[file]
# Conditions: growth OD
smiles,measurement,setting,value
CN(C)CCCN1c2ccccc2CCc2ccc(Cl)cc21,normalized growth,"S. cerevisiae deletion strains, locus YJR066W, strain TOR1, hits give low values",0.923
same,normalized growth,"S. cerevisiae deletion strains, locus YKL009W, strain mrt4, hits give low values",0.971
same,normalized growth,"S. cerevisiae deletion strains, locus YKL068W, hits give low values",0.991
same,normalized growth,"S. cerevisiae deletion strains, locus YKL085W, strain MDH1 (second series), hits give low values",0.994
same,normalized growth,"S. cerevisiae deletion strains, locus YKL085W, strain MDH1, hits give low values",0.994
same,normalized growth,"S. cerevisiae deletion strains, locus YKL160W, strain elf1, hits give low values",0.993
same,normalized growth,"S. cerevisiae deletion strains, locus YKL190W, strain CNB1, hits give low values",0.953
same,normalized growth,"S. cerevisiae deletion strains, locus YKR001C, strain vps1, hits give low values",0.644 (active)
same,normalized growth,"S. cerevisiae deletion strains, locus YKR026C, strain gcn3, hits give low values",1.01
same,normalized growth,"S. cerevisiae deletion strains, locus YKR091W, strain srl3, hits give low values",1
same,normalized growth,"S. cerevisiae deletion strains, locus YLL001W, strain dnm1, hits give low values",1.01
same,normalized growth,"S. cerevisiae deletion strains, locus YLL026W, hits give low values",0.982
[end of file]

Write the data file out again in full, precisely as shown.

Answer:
# Conditions: growth OD
smiles,measurement,setting,value
CN(C)CCCN1c2ccccc2CCc2ccc(Cl)cc21,normalized growth,"S. cerevisiae deletion strains, locus YJR066W, strain TOR1, hits give low values",0.923
same,normalized growth,"S. cerevisiae deletion strains, locus YKL009W, strain mrt4, hits give low values",0.971
same,normalized growth,"S. cerevisiae deletion strains, locus YKL068W, hits give low values",0.991
same,normalized growth,"S. cerevisiae deletion strains, locus YKL085W, strain MDH1 (second series), hits give low values",0.994
same,normalized growth,"S. cerevisiae deletion strains, locus YKL085W, strain MDH1, hits give low values",0.994
same,normalized growth,"S. cerevisiae deletion strains, locus YKL160W, strain elf1, hits give low values",0.993
same,normalized growth,"S. cerevisiae deletion strains, locus YKL190W, strain CNB1, hits give low values",0.953
same,normalized growth,"S. cerevisiae deletion strains, locus YKR001C, strain vps1, hits give low values",0.644 (active)
same,normalized growth,"S. cerevisiae deletion strains, locus YKR026C, strain gcn3, hits give low values",1.01
same,normalized growth,"S. cerevisiae deletion strains, locus YKR091W, strain srl3, hits give low values",1
same,normalized growth,"S. cerevisiae deletion strains, locus YLL001W, strain dnm1, hits give low values",1.01
same,normalized growth,"S. cerevisiae deletion strains, locus YLL026W, hits give low values",0.982